Product Profitability: Which Development Methods Favorably Impact Profitability?
Back in 2012 I was presenting findings from our first annual study of product team performance when I was asked by a product manager “how does the choice of product development methodology impact a product’s profitability?” At the time we did not have the answer to this question but we began investigating how the choice of a particular product development methodology impacts a product’s profitability.
In order to fully understand survey respondents responses to the question about product profitability I want to provide you with some data on 2015 adoption rates for various product development methods that are currently in use. (You can read our prior blog post on this topic here.) When asked which product development methods their organization was utilizing survey respondents told us the following:
Which of the following methodologies best describes the way your organization develops products?
43% of survey responders – by far the highest percentage – indicate that their company utilizes a Blended approach to product development that combines both Waterfall and Agile methodologies. Agile/Scrum is the second most recorded answer, representing slightly more than a fourth of responses at 25.9%. Waterfall, with 13.6% of responses, is a trailing third. Nearly as many respondents (10.6%) indicate they did not know the methodology their organization employs in the development of products. Kanban, representing just 3.2% of responses, came in last among preferred methodologies listed.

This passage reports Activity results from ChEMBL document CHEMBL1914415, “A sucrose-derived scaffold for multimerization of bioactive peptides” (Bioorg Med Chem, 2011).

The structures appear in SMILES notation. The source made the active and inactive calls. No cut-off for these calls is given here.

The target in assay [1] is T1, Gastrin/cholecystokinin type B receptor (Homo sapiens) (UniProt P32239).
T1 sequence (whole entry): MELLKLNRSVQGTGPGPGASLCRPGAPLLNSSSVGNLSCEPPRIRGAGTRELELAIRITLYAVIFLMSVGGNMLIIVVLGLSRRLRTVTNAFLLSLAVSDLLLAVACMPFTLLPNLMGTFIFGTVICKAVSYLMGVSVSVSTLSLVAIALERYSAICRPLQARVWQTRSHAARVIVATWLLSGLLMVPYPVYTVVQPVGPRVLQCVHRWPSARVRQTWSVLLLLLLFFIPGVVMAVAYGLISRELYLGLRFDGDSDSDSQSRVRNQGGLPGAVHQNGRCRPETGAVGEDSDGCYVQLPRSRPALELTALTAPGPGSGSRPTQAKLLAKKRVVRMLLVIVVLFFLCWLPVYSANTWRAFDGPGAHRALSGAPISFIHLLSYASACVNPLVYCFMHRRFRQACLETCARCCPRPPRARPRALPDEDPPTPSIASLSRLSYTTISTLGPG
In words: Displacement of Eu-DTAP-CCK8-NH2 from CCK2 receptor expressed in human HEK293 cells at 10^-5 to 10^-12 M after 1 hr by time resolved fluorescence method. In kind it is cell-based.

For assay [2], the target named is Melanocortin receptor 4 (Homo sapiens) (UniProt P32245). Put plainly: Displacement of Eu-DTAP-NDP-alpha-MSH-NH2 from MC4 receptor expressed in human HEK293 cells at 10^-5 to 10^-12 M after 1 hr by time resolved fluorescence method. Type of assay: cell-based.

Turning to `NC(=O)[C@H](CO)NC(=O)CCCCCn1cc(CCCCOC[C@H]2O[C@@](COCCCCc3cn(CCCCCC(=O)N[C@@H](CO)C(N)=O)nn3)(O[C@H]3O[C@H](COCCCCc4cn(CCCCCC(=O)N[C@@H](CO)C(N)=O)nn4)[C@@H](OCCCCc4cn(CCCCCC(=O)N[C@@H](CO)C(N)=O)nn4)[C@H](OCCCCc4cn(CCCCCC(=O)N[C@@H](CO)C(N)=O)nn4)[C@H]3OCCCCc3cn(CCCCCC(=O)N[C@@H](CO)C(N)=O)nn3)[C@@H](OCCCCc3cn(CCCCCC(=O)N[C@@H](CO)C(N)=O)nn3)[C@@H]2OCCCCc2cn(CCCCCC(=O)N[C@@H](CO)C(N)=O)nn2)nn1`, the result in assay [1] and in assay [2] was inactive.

Now Onto Product Profitability
It is clear from the previous bar graph that Blended methods continue to dominate as the primary method organizations are using to produce their products. Agile, particularly Scrum, methods come in second place. However, when we look at the perceptions that survey respondents have about which method most favorably impacts profitability the picture shifts.
Which of the following methodologies do you associate with increasing your product’s profitability?
For the third year in a row, dramatically more respondents (36.4%) believe Agile/Scrum would increase their product’s profitability than actually use it (25.9%). There are also more who believe Kanban would increase their product’s profitability than actually use it. Over half of Waterfall users would choose something else. With a third of Blended users opting for something else for profitability’s sake, it’s clear they think it is not the best method when the measure is profitability.
The Bottom Line
It is quite clear from this year’s findings that many organizations realize that the actual product development method that they are using is not the optimal one for enhancing a products profitability. This is particularly true of those organizations utilizing Blended methods. This will not come as a surprise to many who recognize that organizational constraints, such as annual planning processes, may preclude some organizations from fully implementing an Agile approach. Waterfall also drops precipitously. Many organizations utilizing this product development method do so for other valid reasons such as the ease of documentation (E.g. highly regulated industries). Regardless, survey respondents clearly view Agile methods as the hands-down winner.